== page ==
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History[edit | edit source]
Shortly after the first Elves awoke at Cuiviénen, they began to devise names for the various things they encountered in the world. For this reason, they referred to themselves as Quendi ("speakers") as they had not met any other creatures that spoke or sang. In time, the speech of the Elves began to develop into a form of language. The Elves were later discovered by the Vala Oromë, who dubbed them the Eldar (meaning "star-folk" in their tongue). He invited the Elves to live with the Valar in Valinor, the Uttermost West, where they would be protected from the monstrous creatures of Melkor.
Those who undertook the Great Journey to the West adopted the Eldar name, while others chose to remain in their original homelands in the East. This latter group was known as the Avari ("unwilling"). The sundering of the Elven kindreds led to the first split in their language's development. During the long years of the Journey, the language of the Eldar changed and evolved into a form known as Common Eldarin. The language of the Avari however developed along different lines in the eastern lands, eventually splitting into the various Avarin tongues. As the ages passed and the languages of the Elves continued to change amid migrations, war, and the rise and fall of kingdoms, there were few (if any) of the Firstborn left in Middle-earth who still remembered the earliest form of their speech.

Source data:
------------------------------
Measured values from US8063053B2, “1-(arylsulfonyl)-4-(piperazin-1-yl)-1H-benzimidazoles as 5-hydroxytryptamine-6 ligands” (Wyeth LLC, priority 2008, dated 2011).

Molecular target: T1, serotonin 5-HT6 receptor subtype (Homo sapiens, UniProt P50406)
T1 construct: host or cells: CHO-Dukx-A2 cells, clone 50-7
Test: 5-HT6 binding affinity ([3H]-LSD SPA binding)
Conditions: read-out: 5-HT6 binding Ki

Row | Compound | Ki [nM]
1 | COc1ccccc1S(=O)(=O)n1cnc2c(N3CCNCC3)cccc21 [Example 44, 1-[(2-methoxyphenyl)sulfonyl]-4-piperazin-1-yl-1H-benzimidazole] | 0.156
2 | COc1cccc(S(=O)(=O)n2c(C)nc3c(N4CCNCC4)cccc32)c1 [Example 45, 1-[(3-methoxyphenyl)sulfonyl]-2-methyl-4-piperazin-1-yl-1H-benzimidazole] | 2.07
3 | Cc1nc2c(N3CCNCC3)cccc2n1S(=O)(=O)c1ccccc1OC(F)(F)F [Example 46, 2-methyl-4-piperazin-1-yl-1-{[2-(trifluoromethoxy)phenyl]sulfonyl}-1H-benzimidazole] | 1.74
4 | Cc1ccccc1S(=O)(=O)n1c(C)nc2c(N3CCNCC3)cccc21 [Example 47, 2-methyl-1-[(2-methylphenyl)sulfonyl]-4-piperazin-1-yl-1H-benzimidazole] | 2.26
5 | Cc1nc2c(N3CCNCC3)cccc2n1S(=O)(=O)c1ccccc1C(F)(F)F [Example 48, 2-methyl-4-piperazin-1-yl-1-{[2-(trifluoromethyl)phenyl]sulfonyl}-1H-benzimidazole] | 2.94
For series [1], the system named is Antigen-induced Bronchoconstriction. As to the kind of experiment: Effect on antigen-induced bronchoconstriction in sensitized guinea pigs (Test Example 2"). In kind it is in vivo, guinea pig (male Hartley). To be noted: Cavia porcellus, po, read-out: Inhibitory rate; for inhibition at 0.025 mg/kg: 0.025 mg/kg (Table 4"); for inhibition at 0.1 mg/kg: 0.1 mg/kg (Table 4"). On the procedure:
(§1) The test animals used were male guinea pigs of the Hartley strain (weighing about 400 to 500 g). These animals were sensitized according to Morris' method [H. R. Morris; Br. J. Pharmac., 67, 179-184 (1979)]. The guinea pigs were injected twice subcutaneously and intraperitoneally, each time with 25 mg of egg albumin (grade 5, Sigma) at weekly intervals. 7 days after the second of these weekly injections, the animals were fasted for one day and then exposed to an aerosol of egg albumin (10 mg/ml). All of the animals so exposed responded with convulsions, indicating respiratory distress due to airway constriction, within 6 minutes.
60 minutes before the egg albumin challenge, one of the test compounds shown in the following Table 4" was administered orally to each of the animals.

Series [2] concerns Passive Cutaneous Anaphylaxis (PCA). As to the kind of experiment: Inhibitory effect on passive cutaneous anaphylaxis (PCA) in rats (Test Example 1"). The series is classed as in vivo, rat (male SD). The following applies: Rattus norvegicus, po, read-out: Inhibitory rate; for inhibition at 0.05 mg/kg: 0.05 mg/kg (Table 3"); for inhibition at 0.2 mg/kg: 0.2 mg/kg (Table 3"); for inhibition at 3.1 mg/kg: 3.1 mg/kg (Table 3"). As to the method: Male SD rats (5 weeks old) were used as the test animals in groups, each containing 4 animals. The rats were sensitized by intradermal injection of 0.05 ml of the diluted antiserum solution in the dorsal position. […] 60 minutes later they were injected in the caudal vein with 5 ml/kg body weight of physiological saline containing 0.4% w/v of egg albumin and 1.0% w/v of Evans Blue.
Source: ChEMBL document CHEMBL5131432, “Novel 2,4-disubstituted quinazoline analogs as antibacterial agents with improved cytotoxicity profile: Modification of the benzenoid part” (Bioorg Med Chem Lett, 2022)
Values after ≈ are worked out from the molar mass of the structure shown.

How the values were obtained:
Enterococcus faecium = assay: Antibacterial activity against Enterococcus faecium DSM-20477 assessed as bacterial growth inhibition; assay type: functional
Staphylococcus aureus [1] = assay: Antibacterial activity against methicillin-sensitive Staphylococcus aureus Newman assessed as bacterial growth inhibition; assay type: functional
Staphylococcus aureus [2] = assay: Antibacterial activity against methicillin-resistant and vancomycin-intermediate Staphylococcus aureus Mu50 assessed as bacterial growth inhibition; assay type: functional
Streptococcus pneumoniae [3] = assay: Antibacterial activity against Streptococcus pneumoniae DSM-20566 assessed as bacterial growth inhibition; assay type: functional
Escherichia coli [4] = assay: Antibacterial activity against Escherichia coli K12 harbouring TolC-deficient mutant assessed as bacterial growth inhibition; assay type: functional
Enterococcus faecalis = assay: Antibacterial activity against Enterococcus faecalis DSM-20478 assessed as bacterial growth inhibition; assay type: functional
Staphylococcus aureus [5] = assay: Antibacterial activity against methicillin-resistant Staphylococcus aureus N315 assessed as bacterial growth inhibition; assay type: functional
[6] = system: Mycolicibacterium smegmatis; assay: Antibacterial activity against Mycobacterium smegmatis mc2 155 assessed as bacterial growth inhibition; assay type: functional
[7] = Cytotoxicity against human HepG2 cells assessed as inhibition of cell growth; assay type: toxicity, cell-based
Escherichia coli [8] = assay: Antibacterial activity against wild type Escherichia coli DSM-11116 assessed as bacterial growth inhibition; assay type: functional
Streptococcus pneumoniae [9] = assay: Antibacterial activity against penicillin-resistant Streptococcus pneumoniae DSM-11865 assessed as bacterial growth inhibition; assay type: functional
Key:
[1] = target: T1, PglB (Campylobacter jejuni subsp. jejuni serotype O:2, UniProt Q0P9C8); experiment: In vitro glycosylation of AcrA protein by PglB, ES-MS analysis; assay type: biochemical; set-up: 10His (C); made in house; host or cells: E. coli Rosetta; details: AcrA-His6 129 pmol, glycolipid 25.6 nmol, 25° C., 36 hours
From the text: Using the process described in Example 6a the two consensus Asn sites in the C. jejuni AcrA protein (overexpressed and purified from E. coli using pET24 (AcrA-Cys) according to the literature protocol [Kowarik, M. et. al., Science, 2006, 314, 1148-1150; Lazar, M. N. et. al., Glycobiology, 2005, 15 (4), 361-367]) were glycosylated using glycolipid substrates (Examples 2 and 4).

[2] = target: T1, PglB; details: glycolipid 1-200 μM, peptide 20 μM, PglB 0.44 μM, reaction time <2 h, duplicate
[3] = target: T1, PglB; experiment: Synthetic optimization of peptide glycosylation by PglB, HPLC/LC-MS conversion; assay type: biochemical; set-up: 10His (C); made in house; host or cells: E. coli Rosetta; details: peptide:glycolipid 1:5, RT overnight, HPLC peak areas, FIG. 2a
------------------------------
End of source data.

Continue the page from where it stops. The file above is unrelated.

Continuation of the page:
Use within the legendarium[edit | edit source]
Primitive Quendian is a retroactive term used by the loremasters for the earliest ancestor of the Elvish languages. The etymologies published in The Lost Road and Other Writings and later etymological essays often derived terms common to Eldarin languages from Primitive Quendian bases, and a list of some Primitive Quendian words is given in an essay Quendi and Eldar (in The War of the Jewels).
See also: Languages
Inspiration[edit | edit source]
According to Ross Smith, the description of how Elves created languages encapsulates Tolkien's notions about the birth of language. In that primitive stage, there was an original semantic unity among sign, signifier, and signified, which then fragmented into more complex systems, resulting in speech and naming. According to Smith, Tolkien's views coincide with those of Owen Barfield.
- Ross Smith, "Linguistic and Aesthetic Theory in Tolkien" Cormarë Series No. 12